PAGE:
This is a multi-part series that reports observations and shares opinions on Texas’s open-enrollment charter school system.
The open-enrollment charter school system is a significant part of the national political scene as noted in an article in Forbes titled, “Sam Walton’s Granddaughter Has Plans To Fix Public Education In America.”
In the article, Sam Walton’s granddaughter’s plan to fix the public school system is charter schools. [Note: If you go to the link, the picture that is embedded in the story is of Sam Walton’s granddaughter at a Texas open-enrollment charter school.] “The Waltons have spent more than $1 billion on K-12 eduction since the late 1980s.” And as for Sam Walton’s granddaughter, “with decades of productivity ahead of her, [she] promises [that] she’s in it for the long haul.”
The open-enrollment charter school system is an important part of the Texas political scene, too. If evidence is needed, just look at the political debates and agendas involving charter schools in the current Legislative session.
The prevailing political vision can make observations and opinions about charter schools difficult to share because observations and opinions that run counter to that vision can have negative consequences. Thomas Sowell in The Vision of the Anointed put it this way:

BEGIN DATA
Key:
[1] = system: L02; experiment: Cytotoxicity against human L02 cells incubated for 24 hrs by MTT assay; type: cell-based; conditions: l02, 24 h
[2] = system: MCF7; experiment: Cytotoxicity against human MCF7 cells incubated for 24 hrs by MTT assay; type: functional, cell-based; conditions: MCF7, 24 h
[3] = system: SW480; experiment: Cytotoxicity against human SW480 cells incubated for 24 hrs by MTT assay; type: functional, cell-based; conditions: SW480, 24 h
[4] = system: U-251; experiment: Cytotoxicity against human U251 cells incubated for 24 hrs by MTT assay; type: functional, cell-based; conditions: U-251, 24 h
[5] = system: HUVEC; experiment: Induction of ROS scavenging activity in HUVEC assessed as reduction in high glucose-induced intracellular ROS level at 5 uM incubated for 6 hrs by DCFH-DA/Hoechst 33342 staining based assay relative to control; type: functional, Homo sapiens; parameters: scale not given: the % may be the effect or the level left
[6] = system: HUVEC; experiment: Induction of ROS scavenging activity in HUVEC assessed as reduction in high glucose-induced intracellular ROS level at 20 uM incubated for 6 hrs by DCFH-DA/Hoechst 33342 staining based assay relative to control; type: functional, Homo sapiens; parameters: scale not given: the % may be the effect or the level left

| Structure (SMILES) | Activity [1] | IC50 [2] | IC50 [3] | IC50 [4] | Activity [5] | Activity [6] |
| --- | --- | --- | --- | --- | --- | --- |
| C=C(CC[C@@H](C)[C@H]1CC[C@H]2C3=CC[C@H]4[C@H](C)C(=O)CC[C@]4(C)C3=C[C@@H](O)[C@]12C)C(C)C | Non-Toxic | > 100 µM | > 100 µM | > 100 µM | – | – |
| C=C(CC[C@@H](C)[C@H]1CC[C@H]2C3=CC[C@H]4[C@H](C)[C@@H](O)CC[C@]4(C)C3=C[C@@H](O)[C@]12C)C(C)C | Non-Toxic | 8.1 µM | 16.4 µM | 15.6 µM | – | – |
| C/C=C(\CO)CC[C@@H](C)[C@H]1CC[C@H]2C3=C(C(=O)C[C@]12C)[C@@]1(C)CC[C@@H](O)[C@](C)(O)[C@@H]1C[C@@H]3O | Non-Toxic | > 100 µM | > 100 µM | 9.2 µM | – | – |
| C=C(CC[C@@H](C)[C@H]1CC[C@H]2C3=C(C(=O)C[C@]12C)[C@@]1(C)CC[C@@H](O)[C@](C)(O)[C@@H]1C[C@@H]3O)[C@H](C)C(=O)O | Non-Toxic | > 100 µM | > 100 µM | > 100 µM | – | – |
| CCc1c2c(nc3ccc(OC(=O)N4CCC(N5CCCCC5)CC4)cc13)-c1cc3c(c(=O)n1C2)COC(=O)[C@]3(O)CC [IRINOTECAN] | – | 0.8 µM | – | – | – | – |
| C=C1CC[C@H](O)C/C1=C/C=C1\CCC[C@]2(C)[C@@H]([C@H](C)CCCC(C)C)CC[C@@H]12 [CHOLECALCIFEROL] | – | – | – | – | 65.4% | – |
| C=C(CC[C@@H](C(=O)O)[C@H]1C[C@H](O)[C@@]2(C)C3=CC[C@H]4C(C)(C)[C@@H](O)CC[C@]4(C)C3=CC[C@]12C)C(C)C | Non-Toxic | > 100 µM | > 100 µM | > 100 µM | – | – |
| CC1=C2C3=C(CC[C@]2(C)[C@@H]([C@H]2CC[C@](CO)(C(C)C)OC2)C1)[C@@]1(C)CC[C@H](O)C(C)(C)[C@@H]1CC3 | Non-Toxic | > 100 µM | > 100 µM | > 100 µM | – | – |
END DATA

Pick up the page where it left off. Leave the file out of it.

… what the prevailing vision of our time emphatically does offer, is a special state of grace for those who believe in it … those who disagree with the prevailing vision are seen as being not merely in error, but in sin,” (pp. 2,3).
There is another danger with a prevailing political vision: it “may seal itself off from any discordant feedback from reality,” (Sowell, The Vision of the Anointed, p. 1).
It is healthy to have a solid grasp of reality when discussing a subject, even one as politically and emotionally charged as the open-enrollment charter school system. Consequently, with good health in mind, this series reports some realities of Texas’s open-enrollment charter schools system.
This series of writings is not about individual Texas open-enrollment charter schools. They are filled with well-meaning adults and students and their people are to be commended for the good that they do. The observations and opinions in these writings are directed at the system level – a system created by state government.